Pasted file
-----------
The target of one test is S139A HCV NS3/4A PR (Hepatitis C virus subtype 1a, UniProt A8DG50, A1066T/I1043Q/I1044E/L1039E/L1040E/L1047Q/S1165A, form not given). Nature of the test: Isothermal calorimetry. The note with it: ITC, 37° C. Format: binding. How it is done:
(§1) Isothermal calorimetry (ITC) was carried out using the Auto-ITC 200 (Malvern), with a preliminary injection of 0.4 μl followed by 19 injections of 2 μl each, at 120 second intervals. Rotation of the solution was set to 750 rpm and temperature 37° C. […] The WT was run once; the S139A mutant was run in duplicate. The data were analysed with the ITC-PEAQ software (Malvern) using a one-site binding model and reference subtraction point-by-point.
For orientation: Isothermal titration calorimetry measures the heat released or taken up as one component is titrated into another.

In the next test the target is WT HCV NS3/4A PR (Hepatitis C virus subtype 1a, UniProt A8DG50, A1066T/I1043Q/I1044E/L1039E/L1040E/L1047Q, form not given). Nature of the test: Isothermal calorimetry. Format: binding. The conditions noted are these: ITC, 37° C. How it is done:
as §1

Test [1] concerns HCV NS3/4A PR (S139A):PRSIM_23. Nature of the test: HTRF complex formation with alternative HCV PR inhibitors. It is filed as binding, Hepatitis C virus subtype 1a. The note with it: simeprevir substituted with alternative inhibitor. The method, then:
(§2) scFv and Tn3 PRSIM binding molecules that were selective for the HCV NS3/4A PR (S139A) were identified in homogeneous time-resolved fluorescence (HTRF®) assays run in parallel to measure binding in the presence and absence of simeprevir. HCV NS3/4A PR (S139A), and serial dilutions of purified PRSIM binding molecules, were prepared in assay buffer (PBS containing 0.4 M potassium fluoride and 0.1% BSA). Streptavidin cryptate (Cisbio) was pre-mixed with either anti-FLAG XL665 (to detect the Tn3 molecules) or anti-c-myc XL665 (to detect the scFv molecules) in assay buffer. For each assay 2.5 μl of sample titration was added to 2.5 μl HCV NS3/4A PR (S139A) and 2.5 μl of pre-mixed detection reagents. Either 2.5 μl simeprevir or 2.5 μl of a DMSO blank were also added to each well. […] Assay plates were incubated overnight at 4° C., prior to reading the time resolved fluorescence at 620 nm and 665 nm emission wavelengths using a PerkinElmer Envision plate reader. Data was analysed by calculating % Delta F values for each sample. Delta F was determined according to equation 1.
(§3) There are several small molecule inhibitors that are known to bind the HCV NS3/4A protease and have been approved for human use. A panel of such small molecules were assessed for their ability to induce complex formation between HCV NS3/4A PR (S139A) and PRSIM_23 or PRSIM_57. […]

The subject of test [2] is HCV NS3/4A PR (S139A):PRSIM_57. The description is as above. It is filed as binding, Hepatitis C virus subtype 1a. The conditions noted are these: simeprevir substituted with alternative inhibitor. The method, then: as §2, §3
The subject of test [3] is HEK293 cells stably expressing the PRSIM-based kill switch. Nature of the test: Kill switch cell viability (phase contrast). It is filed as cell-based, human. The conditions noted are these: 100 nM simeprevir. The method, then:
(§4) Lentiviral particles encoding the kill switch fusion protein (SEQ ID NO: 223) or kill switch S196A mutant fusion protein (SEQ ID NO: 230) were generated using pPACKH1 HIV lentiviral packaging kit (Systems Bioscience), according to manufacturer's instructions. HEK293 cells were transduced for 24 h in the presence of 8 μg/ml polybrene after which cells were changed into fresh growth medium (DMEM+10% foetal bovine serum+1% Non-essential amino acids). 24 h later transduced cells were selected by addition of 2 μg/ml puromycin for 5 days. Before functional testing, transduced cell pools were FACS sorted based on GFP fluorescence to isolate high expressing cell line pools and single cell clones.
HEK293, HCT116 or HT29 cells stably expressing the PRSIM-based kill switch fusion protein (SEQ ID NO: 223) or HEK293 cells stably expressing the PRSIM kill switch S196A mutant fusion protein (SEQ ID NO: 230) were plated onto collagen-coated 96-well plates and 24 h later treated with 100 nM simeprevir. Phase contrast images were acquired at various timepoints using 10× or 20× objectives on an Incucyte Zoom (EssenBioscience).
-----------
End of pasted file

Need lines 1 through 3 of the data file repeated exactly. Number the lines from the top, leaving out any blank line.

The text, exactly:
The target of one test is S139A HCV NS3/4A PR (Hepatitis C virus subtype 1a, UniProt A8DG50, A1066T/I1043Q/I1044E/L1039E/L1040E/L1047Q/S1165A, form not given). Nature of the test: Isothermal calorimetry. The note with it: ITC, 37° C. Format: binding. How it is done:
(§1) Isothermal calorimetry (ITC) was carried out using the Auto-ITC 200 (Malvern), with a preliminary injection of 0.4 μl followed by 19 injections of 2 μl each, at 120 second intervals. Rotation of the solution was set to 750 rpm and temperature 37° C. […] The WT was run once; the S139A mutant was run in duplicate. The data were analysed with the ITC-PEAQ software (Malvern) using a one-site binding model and reference subtraction point-by-point.
For orientation: Isothermal titration calorimetry measures the heat released or taken up as one component is titrated into another.